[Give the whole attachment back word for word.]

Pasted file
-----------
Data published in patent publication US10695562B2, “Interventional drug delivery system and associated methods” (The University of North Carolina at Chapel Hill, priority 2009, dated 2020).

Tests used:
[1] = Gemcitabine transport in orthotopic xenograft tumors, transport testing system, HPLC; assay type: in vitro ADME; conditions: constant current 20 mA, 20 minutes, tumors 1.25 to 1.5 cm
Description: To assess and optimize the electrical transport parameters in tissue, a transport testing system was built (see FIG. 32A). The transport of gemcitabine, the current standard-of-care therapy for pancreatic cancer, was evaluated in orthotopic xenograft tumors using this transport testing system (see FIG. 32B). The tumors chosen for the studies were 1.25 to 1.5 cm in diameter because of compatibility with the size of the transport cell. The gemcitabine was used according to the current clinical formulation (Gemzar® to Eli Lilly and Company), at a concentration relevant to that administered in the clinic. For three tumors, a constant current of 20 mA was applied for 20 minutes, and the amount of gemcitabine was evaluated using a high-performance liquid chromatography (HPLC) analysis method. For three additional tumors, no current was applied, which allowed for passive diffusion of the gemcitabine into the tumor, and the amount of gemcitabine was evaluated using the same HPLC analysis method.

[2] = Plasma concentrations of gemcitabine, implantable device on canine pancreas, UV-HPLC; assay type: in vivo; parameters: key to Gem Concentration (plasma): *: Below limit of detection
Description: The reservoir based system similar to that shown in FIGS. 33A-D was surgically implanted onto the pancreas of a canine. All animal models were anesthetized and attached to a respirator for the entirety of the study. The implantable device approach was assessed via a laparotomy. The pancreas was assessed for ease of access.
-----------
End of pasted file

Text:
Data published in patent publication US10695562B2, “Interventional drug delivery system and associated methods” (The University of North Carolina at Chapel Hill, priority 2009, dated 2020).

Tests used:
[1] = Gemcitabine transport in orthotopic xenograft tumors, transport testing system, HPLC; assay type: in vitro ADME; conditions: constant current 20 mA, 20 minutes, tumors 1.25 to 1.5 cm
Description: To assess and optimize the electrical transport parameters in tissue, a transport testing system was built (see FIG. 32A). The transport of gemcitabine, the current standard-of-care therapy for pancreatic cancer, was evaluated in orthotopic xenograft tumors using this transport testing system (see FIG. 32B). The tumors chosen for the studies were 1.25 to 1.5 cm in diameter because of compatibility with the size of the transport cell. The gemcitabine was used according to the current clinical formulation (Gemzar® to Eli Lilly and Company), at a concentration relevant to that administered in the clinic. For three tumors, a constant current of 20 mA was applied for 20 minutes, and the amount of gemcitabine was evaluated using a high-performance liquid chromatography (HPLC) analysis method. For three additional tumors, no current was applied, which allowed for passive diffusion of the gemcitabine into the tumor, and the amount of gemcitabine was evaluated using the same HPLC analysis method.

[2] = Plasma concentrations of gemcitabine, implantable device on canine pancreas, UV-HPLC; assay type: in vivo; parameters: key to Gem Concentration (plasma): *: Below limit of detection
Description: The reservoir based system similar to that shown in FIGS. 33A-D was surgically implanted onto the pancreas of a canine. All animal models were anesthetized and attached to a respirator for the entirety of the study. The implantable device approach was assessed via a laparotomy. The pancreas was assessed for ease of access.